For those of you interested in the de-extinction issue I discussed earlier this week, I’ve been collecting some of the interesting press about it. Here’s a sampling of the coverage and what I thought of it.

Carl Zimmer’s “Bringing Extinct Species Back” is the article highlighted on the cover of National Geographic’s April 2013 magazine. It has a broad coverage of both sides of the issue. And it tells an interesting story about a clone of the last bucardo, or Pyrenean ibex, that lived a mere 10 minutes. Even though it was brief, the species was de-extinct for a moment. It shows how close we’ve already come to breathing life into dead species.

National Geographic's April 2013 issue

National Geographic’s April 2013 issue

As a supplement to Zimmer’s cover story, National Geographic has created a web hub for the whole de-extinction project. From an analyst’s point of view, the photo collection of extinct animals by Rob Kendrick available through the site is particularly interesting. He chose to make nostalgic tintypes of museum specimens of extinct animals, from mammoths to bucardo. The tintypes make it seem as if the photo captured a live animal in the late 1800s. There is an implication of human involvement in the death of the animals since a human has taken the ‘old’ photo of it. So the photos show us a world we have lost, even though in reality, ‘we’ never had it since most of the animals in the photos died out before anyone alive today was born and even well before photography existed.

I also love the photo at the top of Stewart Brand’s piece in favor of de-extinction which shows a small child touching a baby mammoth in a museum exhibit. I know that my 6-year-old would love to do that. That’s the part of de-extinction that probably hasn’t been discussed enough – the display aspect. I can envision that zoos will be clamouring to have the resurrected species because of their draw. The school kids will absolutely marvel at a wooly mammoth, sabertooth tiger, or thylacine. Kids are the conservationists of the future, so with their visits to zoos and aquariums with these species, their knowledge and what needs to be done for future conservation will be heightened. Just the other day, my daughter got a new story app on her iPod that is about caring for animals in an aquarium. During one of the segments, the narrator was talking about starfish being able to regrow limbs – “I already knew that, mommy,” she said, “because I learned it at the aquarium.” Now, the last aquarium we visited was in Denmark 6 months ago, so clearly messages in these settings can sink in.

The animal I really want to see back is the gastric brooding frog, which grows its fertilized eggs into tadpoles then little frogs in its stomach. It became extinct in the 1980s. The photos of it as part of the de-extinction site are fascinating. The big problem  is that the species likely died out because of a fungus, and since that fungus still exists, scientists would be making a species that would simply go extinct again in the wild. So there’s some work to be done on either eradicating the fungus or genetically altering the ‘resurrected’ frogs to have an immunity to the fungus. Either solution is tricky.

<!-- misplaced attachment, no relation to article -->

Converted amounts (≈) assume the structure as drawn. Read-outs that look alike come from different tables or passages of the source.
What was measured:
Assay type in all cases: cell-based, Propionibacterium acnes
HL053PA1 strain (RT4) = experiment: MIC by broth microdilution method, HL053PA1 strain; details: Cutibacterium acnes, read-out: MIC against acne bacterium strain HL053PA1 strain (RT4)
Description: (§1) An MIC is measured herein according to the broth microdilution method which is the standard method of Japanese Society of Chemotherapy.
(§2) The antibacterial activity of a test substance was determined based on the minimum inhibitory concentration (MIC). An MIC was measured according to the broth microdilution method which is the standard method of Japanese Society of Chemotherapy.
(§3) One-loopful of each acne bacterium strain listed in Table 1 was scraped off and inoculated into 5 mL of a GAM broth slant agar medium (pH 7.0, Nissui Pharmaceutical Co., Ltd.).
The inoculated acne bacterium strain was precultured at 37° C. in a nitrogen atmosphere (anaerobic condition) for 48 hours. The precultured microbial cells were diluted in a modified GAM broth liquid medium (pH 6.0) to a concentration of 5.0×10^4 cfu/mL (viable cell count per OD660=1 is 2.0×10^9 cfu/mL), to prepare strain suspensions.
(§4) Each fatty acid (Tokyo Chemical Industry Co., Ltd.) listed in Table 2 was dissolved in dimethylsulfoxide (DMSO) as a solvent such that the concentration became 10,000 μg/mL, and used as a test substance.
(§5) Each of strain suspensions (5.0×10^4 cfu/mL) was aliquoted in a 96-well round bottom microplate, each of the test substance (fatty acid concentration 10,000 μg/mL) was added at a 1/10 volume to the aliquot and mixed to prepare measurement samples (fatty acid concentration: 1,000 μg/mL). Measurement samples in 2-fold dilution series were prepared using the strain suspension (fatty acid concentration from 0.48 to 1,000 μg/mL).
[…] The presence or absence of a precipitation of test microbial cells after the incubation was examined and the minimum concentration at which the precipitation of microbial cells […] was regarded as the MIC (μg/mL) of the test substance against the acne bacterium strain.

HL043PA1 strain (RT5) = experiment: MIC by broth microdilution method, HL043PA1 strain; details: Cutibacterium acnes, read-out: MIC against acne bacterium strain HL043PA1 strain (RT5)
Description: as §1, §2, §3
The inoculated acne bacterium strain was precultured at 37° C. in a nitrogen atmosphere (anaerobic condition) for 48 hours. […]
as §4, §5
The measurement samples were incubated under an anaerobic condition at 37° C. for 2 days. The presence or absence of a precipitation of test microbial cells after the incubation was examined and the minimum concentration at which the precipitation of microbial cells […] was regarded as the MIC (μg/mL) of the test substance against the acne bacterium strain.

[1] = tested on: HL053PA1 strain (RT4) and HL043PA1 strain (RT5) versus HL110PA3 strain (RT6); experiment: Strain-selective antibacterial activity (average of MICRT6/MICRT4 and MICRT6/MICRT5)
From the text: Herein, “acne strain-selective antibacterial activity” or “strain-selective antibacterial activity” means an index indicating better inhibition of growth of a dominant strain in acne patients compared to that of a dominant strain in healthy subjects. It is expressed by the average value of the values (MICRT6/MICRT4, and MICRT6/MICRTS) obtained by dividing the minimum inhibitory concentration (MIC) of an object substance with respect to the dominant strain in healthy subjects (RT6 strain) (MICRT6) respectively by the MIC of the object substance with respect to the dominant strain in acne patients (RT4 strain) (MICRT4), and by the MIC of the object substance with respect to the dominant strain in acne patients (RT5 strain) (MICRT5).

Stuart Pimm brings up a good point about ecosystems and where these species will fit in. The land use has changed since many of these species became extinct and the types of food they evolved to eat might not be available. So if someone really wants to bring these species back, they have to look at the whole picture and whether or not there is still ecological room for them.

Hannah Walters writing for Scientific American makes a less compelling case about the anthropocentrism of de-extinction. While she’s right that some of the proponents are not taking into account ecosystem change, her argument that the extinctions we know about, particularly the ones humans have caused, are not any worse than extinction in the past is a bit off the mark. In the same way that climate change is nothing new but human-induced climate change does appear to have different characteristics, extinction without humans and with humans in the picture are different as well. That’s not narcissism — it’s admitting that humans have an uncanny ability to shape their globe.

Alexis Madrigal of The Atlantic ends his article on the subject with the astute observation that “science may be able to produce the organisms, but society would have to produce the conditions in which they could flourish.” To me, that’s the most important issue facing de-extinction. It’s not the technical challenges of making the creature, it’s about enabling it to live. This will require scientists to place the socio-cultural aspects to be put right in the center of each and every de-extinction effort, not as a side activity or an afterthought. I hope they choose to do so.